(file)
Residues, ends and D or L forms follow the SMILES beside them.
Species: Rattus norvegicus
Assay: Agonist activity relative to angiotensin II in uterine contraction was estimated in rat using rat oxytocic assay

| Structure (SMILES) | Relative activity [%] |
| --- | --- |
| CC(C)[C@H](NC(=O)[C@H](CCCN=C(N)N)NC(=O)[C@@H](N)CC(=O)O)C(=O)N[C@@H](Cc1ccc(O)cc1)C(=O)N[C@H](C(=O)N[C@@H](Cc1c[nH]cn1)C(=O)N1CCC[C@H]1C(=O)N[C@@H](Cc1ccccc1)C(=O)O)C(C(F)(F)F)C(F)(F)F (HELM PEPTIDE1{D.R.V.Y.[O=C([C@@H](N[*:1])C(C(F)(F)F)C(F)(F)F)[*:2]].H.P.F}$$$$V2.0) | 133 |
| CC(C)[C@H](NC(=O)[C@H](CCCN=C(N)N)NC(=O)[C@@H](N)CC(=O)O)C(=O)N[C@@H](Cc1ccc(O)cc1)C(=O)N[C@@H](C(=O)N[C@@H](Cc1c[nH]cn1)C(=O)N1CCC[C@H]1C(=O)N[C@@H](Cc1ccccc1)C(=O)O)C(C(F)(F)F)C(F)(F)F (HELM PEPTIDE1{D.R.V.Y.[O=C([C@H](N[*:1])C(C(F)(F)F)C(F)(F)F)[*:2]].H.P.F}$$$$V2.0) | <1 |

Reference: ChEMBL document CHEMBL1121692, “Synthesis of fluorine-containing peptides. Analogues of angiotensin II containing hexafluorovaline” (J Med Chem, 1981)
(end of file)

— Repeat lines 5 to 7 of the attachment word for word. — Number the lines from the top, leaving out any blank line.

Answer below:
| --- | --- |
| CC(C)[C@H](NC(=O)[C@H](CCCN=C(N)N)NC(=O)[C@@H](N)CC(=O)O)C(=O)N[C@@H](Cc1ccc(O)cc1)C(=O)N[C@H](C(=O)N[C@@H](Cc1c[nH]cn1)C(=O)N1CCC[C@H]1C(=O)N[C@@H](Cc1ccccc1)C(=O)O)C(C(F)(F)F)C(F)(F)F (HELM PEPTIDE1{D.R.V.Y.[O=C([C@@H](N[*:1])C(C(F)(F)F)C(F)(F)F)[*:2]].H.P.F}$$$$V2.0) | 133 |
| CC(C)[C@H](NC(=O)[C@H](CCCN=C(N)N)NC(=O)[C@@H](N)CC(=O)O)C(=O)N[C@@H](Cc1ccc(O)cc1)C(=O)N[C@@H](C(=O)N[C@@H](Cc1c[nH]cn1)C(=O)N1CCC[C@H]1C(=O)N[C@@H](Cc1ccccc1)C(=O)O)C(C(F)(F)F)C(F)(F)F (HELM PEPTIDE1{D.R.V.Y.[O=C([C@H](N[*:1])C(C(F)(F)F)C(F)(F)F)[*:2]].H.P.F}$$$$V2.0) | <1 |